This One’s For You, Anita Hill

Marie Joseph Eugène Sue said it in 1841 (well before The Godfather): Revenge is very good eaten cold. And this week, it tasted particularly great washed down with champagne. It’s too bad it took nearly 20 years, but watching Arlen Specter go down to defeat was worth it.

This fight was personal. In early October, 1991, I was in Washington, D.C., working hard to stop the nomination of Clarence Thomas to the U.S. Supreme Court by the first George Bush. The Judiciary Committee hearings were over, and the Senate was set to vote on the nomination. But on Sunday, Oct. 6th, Newsday and NPR reported that Thomas had sexually harassed a woman whom he supervised, Anita Hill. The information came not from Hill directly, but from an FBI report.

By Monday, all hell began breaking loose. The Senate was determined to go forward with a vote on the nomination without hearing from Hill, but women were just as determined to have Hill testify. We jammed the telephone lines into the Senate and then the fax lines. We lobbied until the buildings reached capacity. Even more women gathered outside (where we were threatened with arrest for holding an “illegal demonstration”) and, in the most dramatic moment, seven congresswomen stormed the Senate to demand the Judiciary Committee reopen the hearings. The hearings were reopened.

Women all over the nation watched the three days and nights of hearings, as did I, but I was inside the hearing room the entire time with Ellie Smeal and Martha Burk. We saw firsthand the bad behavior of the Judiciary Committee members, both on and off camera. And the worst was Arlen Specter.

Specter was the attack dog for the Republicans, fiercely laying into Anita Hill again and again. He led the strategy to label Hill “nutty and slutty,” the Republicans’ key tactic to discredit Hill as mentally unstable and promiscuous. Watching his slash and burn technique against Hill, who didn’t come forward voluntarily but was subpoenaed to appear, filled me with a rage I have rarely felt before or since.

In the end, Specter and the Republicans won and Clarence Thomas joined the Supreme Court, becoming Justice Scalia’s second vote– a vote that is consistently cast to deny women’s rights.

The revulsion women felt nationwide while watching the hearings translated into action, and in 1992 (which the press dubbed the “Year of the Woman”), a historic number of women were elected to the Senate, bringing the total to a then-unprecedented six.

You could say that was the revenge appetizer. But over the years I wanted more, and I worked to defeat Specter. And every time he ran, Specter sold many Pennsylvanians his bill of goods that he was pro-choice and a great women’s rights supporter.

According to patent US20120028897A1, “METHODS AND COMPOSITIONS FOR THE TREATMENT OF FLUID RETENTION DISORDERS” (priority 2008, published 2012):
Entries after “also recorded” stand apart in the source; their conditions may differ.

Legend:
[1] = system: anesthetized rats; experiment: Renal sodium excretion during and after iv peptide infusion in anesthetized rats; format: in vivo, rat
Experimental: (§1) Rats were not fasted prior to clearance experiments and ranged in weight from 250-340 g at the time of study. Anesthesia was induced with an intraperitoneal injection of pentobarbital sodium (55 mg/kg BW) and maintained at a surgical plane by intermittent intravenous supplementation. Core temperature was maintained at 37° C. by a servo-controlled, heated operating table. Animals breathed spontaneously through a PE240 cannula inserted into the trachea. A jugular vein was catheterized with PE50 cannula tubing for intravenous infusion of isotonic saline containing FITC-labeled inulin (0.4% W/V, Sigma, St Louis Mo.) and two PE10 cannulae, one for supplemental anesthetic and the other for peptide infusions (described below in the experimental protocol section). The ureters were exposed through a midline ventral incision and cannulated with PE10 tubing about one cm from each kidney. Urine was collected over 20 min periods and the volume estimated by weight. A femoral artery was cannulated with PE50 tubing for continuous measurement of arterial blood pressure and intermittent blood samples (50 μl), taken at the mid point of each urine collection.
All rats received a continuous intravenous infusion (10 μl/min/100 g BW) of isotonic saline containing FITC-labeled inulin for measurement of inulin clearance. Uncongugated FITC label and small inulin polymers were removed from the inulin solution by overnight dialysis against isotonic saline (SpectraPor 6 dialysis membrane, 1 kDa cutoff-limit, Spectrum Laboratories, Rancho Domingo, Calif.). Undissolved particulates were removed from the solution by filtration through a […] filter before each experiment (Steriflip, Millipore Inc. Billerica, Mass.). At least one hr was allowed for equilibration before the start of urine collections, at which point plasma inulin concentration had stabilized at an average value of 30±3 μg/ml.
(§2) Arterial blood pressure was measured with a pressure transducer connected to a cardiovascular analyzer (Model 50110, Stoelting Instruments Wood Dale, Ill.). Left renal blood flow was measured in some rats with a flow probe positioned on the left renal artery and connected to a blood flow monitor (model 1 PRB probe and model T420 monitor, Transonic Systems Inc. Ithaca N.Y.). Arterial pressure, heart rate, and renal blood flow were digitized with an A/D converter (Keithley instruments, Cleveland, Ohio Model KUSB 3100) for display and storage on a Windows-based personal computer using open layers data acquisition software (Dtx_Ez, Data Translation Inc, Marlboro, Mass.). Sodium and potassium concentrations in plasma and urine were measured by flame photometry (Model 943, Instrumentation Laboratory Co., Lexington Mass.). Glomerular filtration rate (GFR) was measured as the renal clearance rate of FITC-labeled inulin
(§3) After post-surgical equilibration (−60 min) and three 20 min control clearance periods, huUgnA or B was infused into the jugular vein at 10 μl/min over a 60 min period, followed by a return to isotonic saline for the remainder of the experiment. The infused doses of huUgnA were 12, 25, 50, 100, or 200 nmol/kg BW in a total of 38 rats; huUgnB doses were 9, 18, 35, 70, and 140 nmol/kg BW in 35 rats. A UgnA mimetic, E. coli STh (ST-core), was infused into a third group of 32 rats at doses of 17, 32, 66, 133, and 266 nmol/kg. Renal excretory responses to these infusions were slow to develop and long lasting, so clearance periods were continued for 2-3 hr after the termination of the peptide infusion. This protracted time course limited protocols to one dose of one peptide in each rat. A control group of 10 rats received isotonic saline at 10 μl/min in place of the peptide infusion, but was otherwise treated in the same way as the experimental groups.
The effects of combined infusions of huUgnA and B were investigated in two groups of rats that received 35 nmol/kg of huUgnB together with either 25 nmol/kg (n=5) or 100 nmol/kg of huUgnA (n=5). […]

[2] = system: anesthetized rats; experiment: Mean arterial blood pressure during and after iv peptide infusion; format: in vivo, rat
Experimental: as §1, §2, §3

That is nonsense. Other than Robert Bork, Specter never met an anti-abortion Supreme Court nominee he didn’t like, and he cut-and-ran on so-called “partial birth abortion.” But the regular Democratic Party and the labor leaders in Pennsylvania found Specter a Republican they could like, and over the years never really backed his opponents.

But this year was different. Specter made a deal with the national Democrats to switch parties, give President Obama his vital 60th vote on the stimulus and health care, and in return they promised to give him a cakewalk to his next six-year term.

But they forgot about the grassroots Democrats like me. So as I cast my vote this week, I smiled and said to myself, “This one’s for you, Anita Hill. Sorry you had to wait so long.”

Video of Arlen Specter at the Anita Hill hearings in 1991:

Photo above from // CC BY 2.0


Jeanne K. C. Clark is Pittsburgh-based grassroots organizer, trainer, author, and media consultant for feminist, civil rights, LGBTQ, the environment and other social justice causes. For more than 30 years, Clark has created change and worked with the media across the nation. Clark coordinated media coverage for many major marches in DC since 1975, including the first-ever national abortion rights march, the 1975 Mother's Day of Outrage at the Vatican Embassy; the massive Marches for Women's Lives, framing the debate positively for abortion rights as a majority belief; and the 1993 March on Washington for Lesbian, Gay and Bi Equal Rights and Liberation. She coordinated media coverage for the National Republican Coalition for Choice at the 1992 Republican National Convention. On behalf of the Feminist Majority, she led clinic defense activities in Mississippi in August, 1994, successfully coordinating support for the state’s only physician performing abortions. She is currently director of communications for Citizens for Pennsylvanian’s Future (PennFuture). In 1988, Clark ran for public office, and her supporters threatened to send a fundraising letter that began, “Jeanne Clark is a fighter. Perhaps you’ve fought with her yourself.” It would have made a boatload of money.